A coalition of environmental groups has criticised moves by the Polish state-owned forestry company to restart commercial logging in the Białowieża Forest in eastern Poland. The coalition, which includes Client Earth, Greenpeace Poland, WWF Poland, Greenmind Foundation and the Wild Poland Foundation – have called for the urgent suspension of the plans, which are aimed at opening up […]
The Bialowieza Forest is a trans-boundary property along the borders of Poland and Belarus consisting of diverse Central European lowland forest covering a total area of 141,885 hectares. Enlisted as one of the world’s biosphere reserves and a UNESCO World Heritage Site, the Bialowieza Forest conserves a complex ecosystem that supports vast wildlife including at least 250 species of birds and more than 50 mammals such as wolf, moose, lynx and the largest free-roaming population of the forest’s iconic species, the European bison . The area is also significantly rich in dead wood which becomes a home for countless species of mushrooms, mold, bacteria and insects of which many of them are endangered of extinction . Another factor, aside from soil type, that impacts the species of plant communities growing in the area is humidity  which can be considered as a function of solar radiation. Understanding the interactions and dynamics of these elements within the environment is vital for proper management and conservation practices. Sunlight below canopies is a driving force that affects the growth and survival of both fauna and flora directly and indirectly. Measurement and monitoring of this variable is crucial.
The Court of Justice of the European Union (CURIA) ruled Tuesday that Warsaw’s forest management operations had violated EU laws, resulting in the loss of part of Europe’s Puszcza Bialowieska Natura 2000 pristine forest site, which is located on the Polish-Belarusian border.
The forest, which straddles the border with Belarus, is home to the nearly extinct European bison and has been designated a UNESCO World Heritage site.
The Luxembourg-based court said Poland had failed to explain what “public safety” concerns were being addressed by the logging and that a 2015 management plan did not identify any potential spruce bark beetle threat to the forest.
Under the EU’s Habitat Directive, member states must take appropriate conservation measures for special areas.
“In today’s judgment, the Court declares that Poland has failed to fulfill its obligations [to preserve the integrity of the site]”.
The Polish government has argued that cutting down trees was needed to make forest paths safe for hikers and to protect existing trees from a beetle bark infection. They held protests and brought the case before the court past year.
The Advocate General of the Court of Justice of the European Union has today issued an opinion in which he confirms that it was unlawful to increase logging in the Białowieża Forest. The final judgment of this case is expected in March.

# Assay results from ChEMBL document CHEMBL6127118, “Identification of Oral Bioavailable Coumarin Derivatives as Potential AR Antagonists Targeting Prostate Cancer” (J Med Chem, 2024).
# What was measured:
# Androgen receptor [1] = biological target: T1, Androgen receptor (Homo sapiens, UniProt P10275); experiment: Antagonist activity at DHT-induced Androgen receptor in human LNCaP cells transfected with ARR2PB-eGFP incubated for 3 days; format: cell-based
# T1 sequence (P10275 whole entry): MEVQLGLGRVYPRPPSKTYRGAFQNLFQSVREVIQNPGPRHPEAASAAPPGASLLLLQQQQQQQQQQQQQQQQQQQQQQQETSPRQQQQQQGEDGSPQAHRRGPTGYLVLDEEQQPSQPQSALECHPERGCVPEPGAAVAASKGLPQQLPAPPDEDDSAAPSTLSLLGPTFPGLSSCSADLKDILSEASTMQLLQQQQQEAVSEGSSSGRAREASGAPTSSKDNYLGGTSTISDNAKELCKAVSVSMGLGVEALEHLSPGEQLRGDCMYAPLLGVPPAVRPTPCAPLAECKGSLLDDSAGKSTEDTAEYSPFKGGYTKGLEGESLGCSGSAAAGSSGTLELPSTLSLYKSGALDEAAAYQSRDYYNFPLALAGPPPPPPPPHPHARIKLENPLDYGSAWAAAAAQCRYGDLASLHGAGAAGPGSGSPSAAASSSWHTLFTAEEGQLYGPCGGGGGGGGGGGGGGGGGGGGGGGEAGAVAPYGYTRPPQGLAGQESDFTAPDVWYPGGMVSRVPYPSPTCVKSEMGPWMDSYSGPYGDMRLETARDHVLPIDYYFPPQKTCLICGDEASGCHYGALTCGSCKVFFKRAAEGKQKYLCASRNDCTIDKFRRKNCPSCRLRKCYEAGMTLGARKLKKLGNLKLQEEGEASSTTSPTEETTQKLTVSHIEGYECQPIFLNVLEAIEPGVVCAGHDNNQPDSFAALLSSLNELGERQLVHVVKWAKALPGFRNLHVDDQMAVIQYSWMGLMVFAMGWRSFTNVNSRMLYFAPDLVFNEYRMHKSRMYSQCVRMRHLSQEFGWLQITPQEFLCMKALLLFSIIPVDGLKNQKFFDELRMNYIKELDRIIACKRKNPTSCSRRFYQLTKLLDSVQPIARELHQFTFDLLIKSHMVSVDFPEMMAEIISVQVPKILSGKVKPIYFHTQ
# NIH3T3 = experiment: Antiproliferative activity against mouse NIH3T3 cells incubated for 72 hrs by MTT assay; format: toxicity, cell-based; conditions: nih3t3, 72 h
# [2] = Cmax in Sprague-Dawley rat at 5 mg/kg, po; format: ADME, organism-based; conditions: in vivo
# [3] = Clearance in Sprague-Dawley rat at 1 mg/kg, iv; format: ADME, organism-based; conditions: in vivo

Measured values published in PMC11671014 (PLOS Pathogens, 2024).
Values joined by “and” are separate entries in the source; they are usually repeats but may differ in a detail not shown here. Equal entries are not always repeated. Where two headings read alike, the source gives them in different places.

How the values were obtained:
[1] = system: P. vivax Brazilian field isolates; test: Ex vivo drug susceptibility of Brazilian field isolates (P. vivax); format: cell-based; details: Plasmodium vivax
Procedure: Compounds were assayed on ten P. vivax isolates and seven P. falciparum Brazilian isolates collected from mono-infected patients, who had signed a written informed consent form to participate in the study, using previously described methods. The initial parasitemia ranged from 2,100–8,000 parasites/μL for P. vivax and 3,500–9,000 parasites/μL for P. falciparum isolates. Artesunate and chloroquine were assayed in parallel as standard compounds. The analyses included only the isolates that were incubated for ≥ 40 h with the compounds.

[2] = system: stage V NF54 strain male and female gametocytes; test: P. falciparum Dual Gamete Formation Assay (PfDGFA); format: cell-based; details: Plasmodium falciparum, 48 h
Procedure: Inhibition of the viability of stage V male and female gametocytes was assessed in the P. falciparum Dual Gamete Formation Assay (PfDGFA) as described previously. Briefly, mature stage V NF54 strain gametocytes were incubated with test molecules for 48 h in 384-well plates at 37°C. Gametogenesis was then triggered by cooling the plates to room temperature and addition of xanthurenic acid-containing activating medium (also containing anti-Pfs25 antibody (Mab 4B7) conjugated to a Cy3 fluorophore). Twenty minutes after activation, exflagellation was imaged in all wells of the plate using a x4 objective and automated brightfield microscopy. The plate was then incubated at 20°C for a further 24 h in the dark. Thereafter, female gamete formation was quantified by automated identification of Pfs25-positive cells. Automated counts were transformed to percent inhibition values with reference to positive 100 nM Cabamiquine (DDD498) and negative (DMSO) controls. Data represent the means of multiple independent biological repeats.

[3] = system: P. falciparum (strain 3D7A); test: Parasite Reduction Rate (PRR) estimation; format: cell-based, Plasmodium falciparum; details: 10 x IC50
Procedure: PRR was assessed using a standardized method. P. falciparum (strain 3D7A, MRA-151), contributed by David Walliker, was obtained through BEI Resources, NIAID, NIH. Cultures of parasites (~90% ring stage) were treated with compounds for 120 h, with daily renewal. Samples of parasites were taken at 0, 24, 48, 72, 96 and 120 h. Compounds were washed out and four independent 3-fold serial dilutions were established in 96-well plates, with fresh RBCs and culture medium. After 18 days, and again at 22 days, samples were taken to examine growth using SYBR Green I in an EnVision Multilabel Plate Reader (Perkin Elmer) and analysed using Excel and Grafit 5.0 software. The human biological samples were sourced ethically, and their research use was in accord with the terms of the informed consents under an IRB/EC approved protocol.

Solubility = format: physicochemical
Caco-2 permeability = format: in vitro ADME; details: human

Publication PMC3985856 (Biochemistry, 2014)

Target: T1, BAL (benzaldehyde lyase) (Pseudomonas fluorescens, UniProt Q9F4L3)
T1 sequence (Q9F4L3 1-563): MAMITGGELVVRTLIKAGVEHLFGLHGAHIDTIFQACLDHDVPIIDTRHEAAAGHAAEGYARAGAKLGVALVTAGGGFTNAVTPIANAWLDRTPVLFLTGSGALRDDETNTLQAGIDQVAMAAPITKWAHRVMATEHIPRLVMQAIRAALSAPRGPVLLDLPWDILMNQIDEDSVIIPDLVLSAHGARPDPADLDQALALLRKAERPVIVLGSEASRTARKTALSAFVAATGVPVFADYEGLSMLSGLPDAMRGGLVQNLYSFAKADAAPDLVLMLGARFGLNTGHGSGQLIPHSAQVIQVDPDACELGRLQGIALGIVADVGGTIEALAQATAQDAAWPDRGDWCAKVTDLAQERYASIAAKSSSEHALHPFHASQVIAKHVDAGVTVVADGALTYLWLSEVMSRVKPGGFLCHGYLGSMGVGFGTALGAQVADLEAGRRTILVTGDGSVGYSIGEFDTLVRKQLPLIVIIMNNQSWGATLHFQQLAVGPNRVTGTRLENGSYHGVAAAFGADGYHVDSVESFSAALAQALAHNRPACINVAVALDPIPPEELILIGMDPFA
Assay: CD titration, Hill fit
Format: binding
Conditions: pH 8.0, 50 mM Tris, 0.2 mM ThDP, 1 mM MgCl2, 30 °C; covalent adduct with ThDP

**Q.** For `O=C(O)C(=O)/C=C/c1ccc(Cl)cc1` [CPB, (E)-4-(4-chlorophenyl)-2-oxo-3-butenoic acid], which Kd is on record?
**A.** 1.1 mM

Responding to the opinion, Dariusz Gatkowski, Biodiversity specialist at WWF-Poland, said:
“We welcome the opinion as it is in line with Polish law, international commitments and scientific knowledge. It confirms what WWF has been saying all along, that it was illegal for the Polish government to increase logging in Białowieża and place Europe’s best preserved lowland forest under threat. We expect the final judgement in the case to be based on today’s opinion.”
Together with a coalition of NGOs, WWF today calls on Polish Minister Henryk Kowalczyk to immediately cancel documents surrounding the increase of timber production and to immediately start activities aimed at extending the national park.
On the border between Poland and Belarus, the Bialowieza Forest remains the Europe’s largest and last primeval forest—a Garden of Eden of old-growth trees that have been largely protected for over 7,000 years. Encompassing roughly 400,000 acres, the forest boasts some of Europe’s tallest trees and its largest herd of wild bison. The meadows surrounding this UNESCO World Heritage Site are also a vital source of wild, medicinal herbs. While the area is currently fighting illegal deforestation of these ancient trees, introducing more sustainable harvesting practices becomes essential to protecting the long-term future of this forest and meadow ecosystem and preventing overharvesting.
Fortunately, our partnership with the team at Runo Spolka in the nearby town of Hajnowka, Poland has helped us fulfill our mission to only source sustainably harvested herbs, while also keeping the forest meadows vibrant. By holding ourselves and our partners to the FairWild Standard, we can do our part to protect the biodiversity of this special place, while also ensuring a viable livelihood for our collectors.
Medicinal plants have been subject to overexploitation as long as there have been large populations of humans who value them.
BIAŁOWIEŻA, POLAND—It’s a cool, gray day in early October, and the town of Białowieża in northeast Poland looks peaceful. But outside a three-star hotel, some two dozen environmental activists have gathered, wearing masks with a photo of Poland’s minister of the environment, Jan Szyszko, and white T-shirts that say “I’m a liar.” There’s a rumor that Szyszko is coming to town today. Just opposite the activists, a similar number of people hold banners supporting him, some wearing hard hats and safety vests and others in camouflage hunting outfits. Police cars are pulling up; an ambulance is parked nearby just in case.
Białowieża (pronounced be-ah-wo-VE-zha) is the gateway to Europe’s most primeval forest, famous for its giant oaks, wild bison, wolves, and woodpeckers.